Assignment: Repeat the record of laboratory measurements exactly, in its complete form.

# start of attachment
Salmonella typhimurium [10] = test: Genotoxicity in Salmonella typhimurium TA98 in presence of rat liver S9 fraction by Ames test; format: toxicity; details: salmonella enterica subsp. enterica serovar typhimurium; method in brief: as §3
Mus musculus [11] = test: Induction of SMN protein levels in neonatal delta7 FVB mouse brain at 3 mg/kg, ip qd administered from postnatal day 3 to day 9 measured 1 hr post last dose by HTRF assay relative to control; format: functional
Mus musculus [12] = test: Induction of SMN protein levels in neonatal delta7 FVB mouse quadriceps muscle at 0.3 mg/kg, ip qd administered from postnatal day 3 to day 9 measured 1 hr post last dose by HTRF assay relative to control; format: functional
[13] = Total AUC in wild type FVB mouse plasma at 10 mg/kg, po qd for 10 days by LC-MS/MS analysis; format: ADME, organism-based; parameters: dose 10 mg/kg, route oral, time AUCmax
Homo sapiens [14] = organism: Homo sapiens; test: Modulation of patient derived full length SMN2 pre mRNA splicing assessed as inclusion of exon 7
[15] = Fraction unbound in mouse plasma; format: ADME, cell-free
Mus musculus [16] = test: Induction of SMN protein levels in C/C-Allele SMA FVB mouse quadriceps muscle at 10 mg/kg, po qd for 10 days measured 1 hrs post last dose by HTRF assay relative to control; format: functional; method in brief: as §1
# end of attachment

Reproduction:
Salmonella typhimurium [10] = test: Genotoxicity in Salmonella typhimurium TA98 in presence of rat liver S9 fraction by Ames test; format: toxicity; details: salmonella enterica subsp. enterica serovar typhimurium; method in brief: as §3
Mus musculus [11] = test: Induction of SMN protein levels in neonatal delta7 FVB mouse brain at 3 mg/kg, ip qd administered from postnatal day 3 to day 9 measured 1 hr post last dose by HTRF assay relative to control; format: functional
Mus musculus [12] = test: Induction of SMN protein levels in neonatal delta7 FVB mouse quadriceps muscle at 0.3 mg/kg, ip qd administered from postnatal day 3 to day 9 measured 1 hr post last dose by HTRF assay relative to control; format: functional
[13] = Total AUC in wild type FVB mouse plasma at 10 mg/kg, po qd for 10 days by LC-MS/MS analysis; format: ADME, organism-based; parameters: dose 10 mg/kg, route oral, time AUCmax
Homo sapiens [14] = organism: Homo sapiens; test: Modulation of patient derived full length SMN2 pre mRNA splicing assessed as inclusion of exon 7
[15] = Fraction unbound in mouse plasma; format: ADME, cell-free
Mus musculus [16] = test: Induction of SMN protein levels in C/C-Allele SMA FVB mouse quadriceps muscle at 10 mg/kg, po qd for 10 days measured 1 hrs post last dose by HTRF assay relative to control; format: functional; method in brief: as §1